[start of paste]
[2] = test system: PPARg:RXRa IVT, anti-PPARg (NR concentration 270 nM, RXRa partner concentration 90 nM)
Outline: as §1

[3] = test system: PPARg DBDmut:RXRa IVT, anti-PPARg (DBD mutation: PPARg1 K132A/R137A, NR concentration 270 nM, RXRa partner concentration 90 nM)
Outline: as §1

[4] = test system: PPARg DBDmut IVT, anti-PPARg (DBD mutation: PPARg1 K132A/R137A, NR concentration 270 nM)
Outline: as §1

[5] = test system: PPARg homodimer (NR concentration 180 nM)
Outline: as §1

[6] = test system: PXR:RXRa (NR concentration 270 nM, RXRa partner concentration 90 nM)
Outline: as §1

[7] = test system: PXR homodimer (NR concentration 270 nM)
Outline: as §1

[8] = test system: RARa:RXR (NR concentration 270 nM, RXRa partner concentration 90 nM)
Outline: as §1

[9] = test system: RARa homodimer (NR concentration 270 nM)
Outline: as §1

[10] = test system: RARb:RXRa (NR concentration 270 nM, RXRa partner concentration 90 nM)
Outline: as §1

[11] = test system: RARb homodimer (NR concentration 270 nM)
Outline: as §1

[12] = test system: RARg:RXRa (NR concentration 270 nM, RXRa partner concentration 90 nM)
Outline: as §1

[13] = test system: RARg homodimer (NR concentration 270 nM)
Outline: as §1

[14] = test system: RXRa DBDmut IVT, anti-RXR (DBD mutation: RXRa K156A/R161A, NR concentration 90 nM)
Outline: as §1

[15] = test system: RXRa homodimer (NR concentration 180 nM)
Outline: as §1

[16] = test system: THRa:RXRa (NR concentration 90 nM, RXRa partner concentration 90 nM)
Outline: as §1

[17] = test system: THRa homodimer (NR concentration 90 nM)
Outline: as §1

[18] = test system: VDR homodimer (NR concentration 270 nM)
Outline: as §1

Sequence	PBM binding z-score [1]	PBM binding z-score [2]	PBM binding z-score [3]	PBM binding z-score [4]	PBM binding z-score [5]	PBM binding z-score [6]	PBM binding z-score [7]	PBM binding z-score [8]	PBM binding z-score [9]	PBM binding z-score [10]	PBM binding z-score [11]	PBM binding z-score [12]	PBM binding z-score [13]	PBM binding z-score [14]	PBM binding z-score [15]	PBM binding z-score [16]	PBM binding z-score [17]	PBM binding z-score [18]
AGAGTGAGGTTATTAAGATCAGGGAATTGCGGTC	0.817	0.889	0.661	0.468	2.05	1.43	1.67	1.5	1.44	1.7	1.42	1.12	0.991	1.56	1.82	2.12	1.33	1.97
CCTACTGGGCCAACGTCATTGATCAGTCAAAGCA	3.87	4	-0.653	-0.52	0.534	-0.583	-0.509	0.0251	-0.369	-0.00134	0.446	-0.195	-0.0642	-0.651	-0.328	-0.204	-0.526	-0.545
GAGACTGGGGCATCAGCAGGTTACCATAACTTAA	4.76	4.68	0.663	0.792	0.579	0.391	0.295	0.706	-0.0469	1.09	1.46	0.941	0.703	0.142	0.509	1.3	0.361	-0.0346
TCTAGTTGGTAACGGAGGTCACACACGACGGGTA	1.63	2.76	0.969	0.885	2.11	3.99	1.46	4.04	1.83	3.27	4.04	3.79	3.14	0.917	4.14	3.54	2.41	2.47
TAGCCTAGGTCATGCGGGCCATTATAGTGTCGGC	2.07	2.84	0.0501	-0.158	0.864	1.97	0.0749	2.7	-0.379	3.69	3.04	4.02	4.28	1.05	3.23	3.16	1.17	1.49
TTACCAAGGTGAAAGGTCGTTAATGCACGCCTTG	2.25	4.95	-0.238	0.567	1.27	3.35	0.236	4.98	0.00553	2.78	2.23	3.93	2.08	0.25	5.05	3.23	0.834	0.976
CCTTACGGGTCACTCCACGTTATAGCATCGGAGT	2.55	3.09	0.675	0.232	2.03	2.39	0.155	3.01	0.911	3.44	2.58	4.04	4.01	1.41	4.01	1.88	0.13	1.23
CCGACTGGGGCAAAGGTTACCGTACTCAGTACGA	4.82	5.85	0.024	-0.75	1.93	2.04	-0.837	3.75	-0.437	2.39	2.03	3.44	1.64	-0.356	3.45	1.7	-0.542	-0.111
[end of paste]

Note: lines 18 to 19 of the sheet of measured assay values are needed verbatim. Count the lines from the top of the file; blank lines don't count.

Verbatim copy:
Outline: as §1

[11] = test system: RARb homodimer (NR concentration 270 nM)